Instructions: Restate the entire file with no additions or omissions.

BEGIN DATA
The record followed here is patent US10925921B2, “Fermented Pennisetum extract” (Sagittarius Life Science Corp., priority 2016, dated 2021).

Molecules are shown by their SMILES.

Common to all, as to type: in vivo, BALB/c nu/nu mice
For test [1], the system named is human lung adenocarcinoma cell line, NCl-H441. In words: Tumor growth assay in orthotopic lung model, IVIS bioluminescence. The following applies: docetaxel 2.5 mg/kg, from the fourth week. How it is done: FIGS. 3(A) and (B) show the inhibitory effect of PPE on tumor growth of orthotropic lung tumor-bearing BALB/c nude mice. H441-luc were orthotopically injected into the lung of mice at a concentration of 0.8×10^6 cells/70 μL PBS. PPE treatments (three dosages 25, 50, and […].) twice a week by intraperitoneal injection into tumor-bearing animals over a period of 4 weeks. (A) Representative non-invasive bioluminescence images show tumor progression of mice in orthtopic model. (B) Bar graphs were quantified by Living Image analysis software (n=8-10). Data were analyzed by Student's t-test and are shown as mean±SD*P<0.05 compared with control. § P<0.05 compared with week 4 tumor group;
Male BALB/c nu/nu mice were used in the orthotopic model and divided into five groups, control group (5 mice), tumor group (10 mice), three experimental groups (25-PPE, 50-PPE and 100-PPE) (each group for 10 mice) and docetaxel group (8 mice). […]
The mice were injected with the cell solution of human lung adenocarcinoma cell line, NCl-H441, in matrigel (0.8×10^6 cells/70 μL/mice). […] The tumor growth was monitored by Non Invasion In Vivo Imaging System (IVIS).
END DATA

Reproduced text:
The record followed here is patent US10925921B2, “Fermented Pennisetum extract” (Sagittarius Life Science Corp., priority 2016, dated 2021).

Molecules are shown by their SMILES.

Common to all, as to type: in vivo, BALB/c nu/nu mice
For test [1], the system named is human lung adenocarcinoma cell line, NCl-H441. In words: Tumor growth assay in orthotopic lung model, IVIS bioluminescence. The following applies: docetaxel 2.5 mg/kg, from the fourth week. How it is done: FIGS. 3(A) and (B) show the inhibitory effect of PPE on tumor growth of orthotropic lung tumor-bearing BALB/c nude mice. H441-luc were orthotopically injected into the lung of mice at a concentration of 0.8×10^6 cells/70 μL PBS. PPE treatments (three dosages 25, 50, and […].) twice a week by intraperitoneal injection into tumor-bearing animals over a period of 4 weeks. (A) Representative non-invasive bioluminescence images show tumor progression of mice in orthtopic model. (B) Bar graphs were quantified by Living Image analysis software (n=8-10). Data were analyzed by Student's t-test and are shown as mean±SD*P<0.05 compared with control. § P<0.05 compared with week 4 tumor group;
Male BALB/c nu/nu mice were used in the orthotopic model and divided into five groups, control group (5 mice), tumor group (10 mice), three experimental groups (25-PPE, 50-PPE and 100-PPE) (each group for 10 mice) and docetaxel group (8 mice). […]
The mice were injected with the cell solution of human lung adenocarcinoma cell line, NCl-H441, in matrigel (0.8×10^6 cells/70 μL/mice). […] The tumor growth was monitored by Non Invasion In Vivo Imaging System (IVIS).